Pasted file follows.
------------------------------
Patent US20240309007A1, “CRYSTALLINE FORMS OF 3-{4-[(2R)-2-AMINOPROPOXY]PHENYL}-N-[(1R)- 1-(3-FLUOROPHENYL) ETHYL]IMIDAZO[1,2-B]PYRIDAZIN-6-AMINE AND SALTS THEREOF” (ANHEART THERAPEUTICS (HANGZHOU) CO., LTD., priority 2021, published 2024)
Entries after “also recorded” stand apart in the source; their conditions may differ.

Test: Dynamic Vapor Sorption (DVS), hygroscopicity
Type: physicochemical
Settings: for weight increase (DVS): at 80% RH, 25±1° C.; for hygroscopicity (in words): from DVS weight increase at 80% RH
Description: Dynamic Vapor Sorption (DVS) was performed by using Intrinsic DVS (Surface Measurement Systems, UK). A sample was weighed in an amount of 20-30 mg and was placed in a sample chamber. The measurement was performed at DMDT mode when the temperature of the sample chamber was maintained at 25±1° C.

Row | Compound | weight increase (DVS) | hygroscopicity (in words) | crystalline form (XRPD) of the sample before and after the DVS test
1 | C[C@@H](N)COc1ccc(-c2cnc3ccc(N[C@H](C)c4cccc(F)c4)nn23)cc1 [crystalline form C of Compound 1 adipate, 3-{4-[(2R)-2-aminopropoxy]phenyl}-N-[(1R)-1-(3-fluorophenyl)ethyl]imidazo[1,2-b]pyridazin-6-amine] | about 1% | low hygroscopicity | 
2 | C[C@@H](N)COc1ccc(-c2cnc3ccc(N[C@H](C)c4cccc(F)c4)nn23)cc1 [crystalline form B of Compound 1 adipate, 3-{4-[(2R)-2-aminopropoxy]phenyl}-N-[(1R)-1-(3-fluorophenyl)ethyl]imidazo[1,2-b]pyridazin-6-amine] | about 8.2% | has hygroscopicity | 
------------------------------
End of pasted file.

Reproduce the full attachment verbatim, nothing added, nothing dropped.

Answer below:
Patent US20240309007A1, “CRYSTALLINE FORMS OF 3-{4-[(2R)-2-AMINOPROPOXY]PHENYL}-N-[(1R)- 1-(3-FLUOROPHENYL) ETHYL]IMIDAZO[1,2-B]PYRIDAZIN-6-AMINE AND SALTS THEREOF” (ANHEART THERAPEUTICS (HANGZHOU) CO., LTD., priority 2021, published 2024)
Entries after “also recorded” stand apart in the source; their conditions may differ.

Test: Dynamic Vapor Sorption (DVS), hygroscopicity
Type: physicochemical
Settings: for weight increase (DVS): at 80% RH, 25±1° C.; for hygroscopicity (in words): from DVS weight increase at 80% RH
Description: Dynamic Vapor Sorption (DVS) was performed by using Intrinsic DVS (Surface Measurement Systems, UK). A sample was weighed in an amount of 20-30 mg and was placed in a sample chamber. The measurement was performed at DMDT mode when the temperature of the sample chamber was maintained at 25±1° C.

Row | Compound | weight increase (DVS) | hygroscopicity (in words) | crystalline form (XRPD) of the sample before and after the DVS test
1 | C[C@@H](N)COc1ccc(-c2cnc3ccc(N[C@H](C)c4cccc(F)c4)nn23)cc1 [crystalline form C of Compound 1 adipate, 3-{4-[(2R)-2-aminopropoxy]phenyl}-N-[(1R)-1-(3-fluorophenyl)ethyl]imidazo[1,2-b]pyridazin-6-amine] | about 1% | low hygroscopicity | 
2 | C[C@@H](N)COc1ccc(-c2cnc3ccc(N[C@H](C)c4cccc(F)c4)nn23)cc1 [crystalline form B of Compound 1 adipate, 3-{4-[(2R)-2-aminopropoxy]phenyl}-N-[(1R)-1-(3-fluorophenyl)ethyl]imidazo[1,2-b]pyridazin-6-amine] | about 8.2% | has hygroscopicity | 